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Tube Length And Flexion

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Posted by Daniel Johnson on November 5, 2002 02:58:53 UTC

Keep in mind that the flexibility of a tube goes up exponentially with length (at least with the square--or is it the cube or fourth power? In any case, it's waaaay more than linear. Imagine using a 3-foot-long diving board. Now imagine diving from a board of the same material but 10 feet long--a whole lot springier, no?) And even if you have a stiff tube, vibration damping time increases with length. Plus, you give the wind a much longer lever arm than with a short tube, making it hard to keep a sufficiently wind-free environment. You have a tube that's, say, four times more flexible than a 5-foot tube, being hit by three to five times the torque from wind as a 5-foot tube, and the factors are multiplied against each other to find the total effect. So when you're thinking of a 10-foot tube, keep that in mind. Ever thought of a folded refractor? You lose a little light with each reflection, but the gain in stability might be worth it. I don't think the average Joe realizes the mechanical difficulty of mounting a long refractor. Remember, at 250x, every vibration is magnified 250 times, and long refractors are made to be used at high magnifications. Length is the enemy of stability.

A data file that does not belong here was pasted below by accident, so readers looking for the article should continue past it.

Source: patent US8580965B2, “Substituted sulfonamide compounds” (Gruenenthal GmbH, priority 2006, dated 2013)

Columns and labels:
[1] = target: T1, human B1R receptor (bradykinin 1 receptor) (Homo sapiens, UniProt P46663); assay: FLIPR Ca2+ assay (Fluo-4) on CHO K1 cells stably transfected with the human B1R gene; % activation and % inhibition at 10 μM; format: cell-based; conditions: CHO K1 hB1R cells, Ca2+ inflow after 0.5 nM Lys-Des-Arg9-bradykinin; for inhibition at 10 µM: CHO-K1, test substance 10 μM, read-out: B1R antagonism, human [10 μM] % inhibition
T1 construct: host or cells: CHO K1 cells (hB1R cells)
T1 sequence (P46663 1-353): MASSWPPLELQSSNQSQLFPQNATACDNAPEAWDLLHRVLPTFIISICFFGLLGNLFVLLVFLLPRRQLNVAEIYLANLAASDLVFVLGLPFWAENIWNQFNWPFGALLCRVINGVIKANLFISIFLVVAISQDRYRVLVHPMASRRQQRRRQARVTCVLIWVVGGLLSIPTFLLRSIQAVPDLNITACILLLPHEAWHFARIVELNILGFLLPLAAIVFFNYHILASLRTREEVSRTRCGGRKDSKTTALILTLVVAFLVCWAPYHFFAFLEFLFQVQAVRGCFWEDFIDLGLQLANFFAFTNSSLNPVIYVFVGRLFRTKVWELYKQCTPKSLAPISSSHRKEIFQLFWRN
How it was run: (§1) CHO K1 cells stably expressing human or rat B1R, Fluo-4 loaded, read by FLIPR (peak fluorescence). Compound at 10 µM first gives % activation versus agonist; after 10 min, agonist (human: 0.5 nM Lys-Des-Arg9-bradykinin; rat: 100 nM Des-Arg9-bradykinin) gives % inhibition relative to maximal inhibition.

--Dan Johnson

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